Ancient town finds its place in modern movie industry
Just 300 km north of Moscow lies the millennium-old town of Yaroslavl, which prides itself on its rich history and breathtaking views. The town has managed to preserve many of its original buildings and has proved an amazing shooting location.
Yaroslavl's churches and monasteries attract thousands of tourists who want to absorb the spirit of ancient history.
It is said that one thousand years ago, at the place where the Volga and the Kotorosl rivers meet, Prince Yaroslav the Wise killed a local sacred bear with his battleaxe and founded the town of Yaroslavl.
The town and the region named after it have been known for drama ever since. Local filmmaker Yury Vaksman gave RT a tour to show why.
“Some 15 to 20 historical films were shot right here,” he said. “We even filmed here to recreate Moscow in 1941 with Stalin being driven around in his car.”
From the Kremlin to the Church of Elijah the Prophet to the embankment, it is as if time has stopped in the eye of the camera.
What makes the Yaroslavl Region so attractive to film makers is that the sets have been standing for centuries nearly perfectly preserved.
So when studios send out their location scouts to find a great historical setting, Yaroslavl is ready for a close-up.
And so is its talent. Aleksandr Petrov is in the business of setting moods with paint and a heavy dose of romantic realism. He adapted Ernest Hemingway's “The Old Man And The Sea” into an animated film on 29,000 painted plates of glass, and snagged the 1999 Academy Award for Best Animated Short Film.
Aleksandr says he shot the frames with a custom-made motion control IMAX camera system.
“I’ve made several films here. Here I’ve raised my pupils who now participate in the making of my films,” Aleksandr said. “I hope that soon they are going to have their own ideas and will start working on their own projects. So, my dream has come true.”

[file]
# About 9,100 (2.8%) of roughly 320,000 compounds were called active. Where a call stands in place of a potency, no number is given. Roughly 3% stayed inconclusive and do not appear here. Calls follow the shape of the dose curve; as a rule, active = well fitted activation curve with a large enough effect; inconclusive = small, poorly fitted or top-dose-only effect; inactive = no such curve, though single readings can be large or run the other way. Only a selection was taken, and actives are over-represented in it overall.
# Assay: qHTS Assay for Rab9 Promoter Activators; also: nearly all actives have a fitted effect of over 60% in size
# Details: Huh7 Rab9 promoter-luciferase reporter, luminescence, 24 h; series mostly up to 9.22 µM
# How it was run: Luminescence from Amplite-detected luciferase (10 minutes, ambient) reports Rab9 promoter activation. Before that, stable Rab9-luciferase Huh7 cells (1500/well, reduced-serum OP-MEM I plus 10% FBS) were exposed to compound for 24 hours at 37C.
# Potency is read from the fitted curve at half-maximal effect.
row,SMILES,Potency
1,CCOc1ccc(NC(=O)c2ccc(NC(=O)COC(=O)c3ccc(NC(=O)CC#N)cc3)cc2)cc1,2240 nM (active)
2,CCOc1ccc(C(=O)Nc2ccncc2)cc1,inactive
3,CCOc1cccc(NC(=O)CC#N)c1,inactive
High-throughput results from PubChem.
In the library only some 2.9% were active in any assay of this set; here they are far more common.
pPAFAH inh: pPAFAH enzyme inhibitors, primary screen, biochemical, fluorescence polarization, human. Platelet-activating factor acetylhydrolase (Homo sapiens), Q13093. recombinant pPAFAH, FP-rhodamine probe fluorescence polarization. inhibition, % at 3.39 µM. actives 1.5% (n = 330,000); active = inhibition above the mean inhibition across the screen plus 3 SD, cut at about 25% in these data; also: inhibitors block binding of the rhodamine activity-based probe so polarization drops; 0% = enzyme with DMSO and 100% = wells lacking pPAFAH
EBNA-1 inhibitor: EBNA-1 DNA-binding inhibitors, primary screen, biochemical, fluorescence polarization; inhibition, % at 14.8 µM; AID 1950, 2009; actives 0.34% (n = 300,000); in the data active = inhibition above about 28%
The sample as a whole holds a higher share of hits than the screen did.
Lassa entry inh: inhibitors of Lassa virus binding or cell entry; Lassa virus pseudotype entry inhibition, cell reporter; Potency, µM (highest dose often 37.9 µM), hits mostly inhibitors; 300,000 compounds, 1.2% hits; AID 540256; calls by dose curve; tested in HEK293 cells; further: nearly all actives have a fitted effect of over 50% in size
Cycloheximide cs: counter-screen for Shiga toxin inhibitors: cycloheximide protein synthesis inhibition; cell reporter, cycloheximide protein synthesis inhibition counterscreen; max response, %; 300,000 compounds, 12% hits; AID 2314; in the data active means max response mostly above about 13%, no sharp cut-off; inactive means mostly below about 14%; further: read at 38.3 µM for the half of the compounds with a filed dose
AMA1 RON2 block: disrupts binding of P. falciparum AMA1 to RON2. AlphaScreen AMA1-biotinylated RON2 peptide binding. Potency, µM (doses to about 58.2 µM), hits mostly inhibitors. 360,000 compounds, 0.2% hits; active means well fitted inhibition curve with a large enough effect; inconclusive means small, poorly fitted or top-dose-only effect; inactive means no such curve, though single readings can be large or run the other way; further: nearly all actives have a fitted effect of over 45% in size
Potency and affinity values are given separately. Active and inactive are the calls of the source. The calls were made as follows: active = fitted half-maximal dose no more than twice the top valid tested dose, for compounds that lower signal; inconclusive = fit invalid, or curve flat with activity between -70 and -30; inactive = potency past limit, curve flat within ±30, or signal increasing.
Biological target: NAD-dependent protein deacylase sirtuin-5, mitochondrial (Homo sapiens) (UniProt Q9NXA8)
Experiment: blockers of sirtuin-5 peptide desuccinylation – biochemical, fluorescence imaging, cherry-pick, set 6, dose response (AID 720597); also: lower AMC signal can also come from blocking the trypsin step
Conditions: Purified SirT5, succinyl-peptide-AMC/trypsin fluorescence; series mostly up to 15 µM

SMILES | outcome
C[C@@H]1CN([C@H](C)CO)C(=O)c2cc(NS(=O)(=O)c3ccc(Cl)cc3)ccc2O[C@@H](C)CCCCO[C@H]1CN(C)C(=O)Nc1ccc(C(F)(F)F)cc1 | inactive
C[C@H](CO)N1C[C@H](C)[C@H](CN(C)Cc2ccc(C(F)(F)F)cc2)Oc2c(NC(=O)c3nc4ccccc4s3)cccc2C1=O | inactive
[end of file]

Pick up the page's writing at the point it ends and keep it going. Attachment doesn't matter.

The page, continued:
Other movers and shakers in the industry are also generating pupils of their own. Roman Kurtsyn's Hollywood and Russian movie career has taken his stunt school “Yarfilm” to a whole new level.
"Over the past five years we’ve been training people, mostly boys and men, who want to master this profession,” Roman said. “They come from all over Russia, training four or five times a week with complex stunts – it's very intensive. New talents and real stunt men are born on this carpet.”
There are other ways to jump into movies than playing with fire in Yaroslavl.
One of the best known films of the Soviet cinema was a spoof on Ivan the Terrible titled “Ivan Vasilievich changes professions”. The 16th Century Moscow displayed there was actually the town of Rostov located in Yaroslavl Region. And at the “Ivan Vasilievich” restaurant in Yaroslavl, customers get the full cinematic experience.
The scenes of the film are set throughout the restaurant, and the attached hotel caters to the movie-minded with its time-honored blockbuster themed rooms.
Yury Vaksman's recent film “Hydraulic” is packed with blockbuster action – but his theater repertoire is not.
“The city of Yaroslavl is the cradle of Russian theater,” Yury Vaksman says. “The famous theater founded here by Fyodor Volkov was the first national theater that opened in Russia. It reached the heights of creative and professional thought in its time.”
While the thousand-year-old city of Yaroslavl is internationally protected as a historical site, it will forever be known as a silent ingénue gracing the background of cinema and TV screens the world over.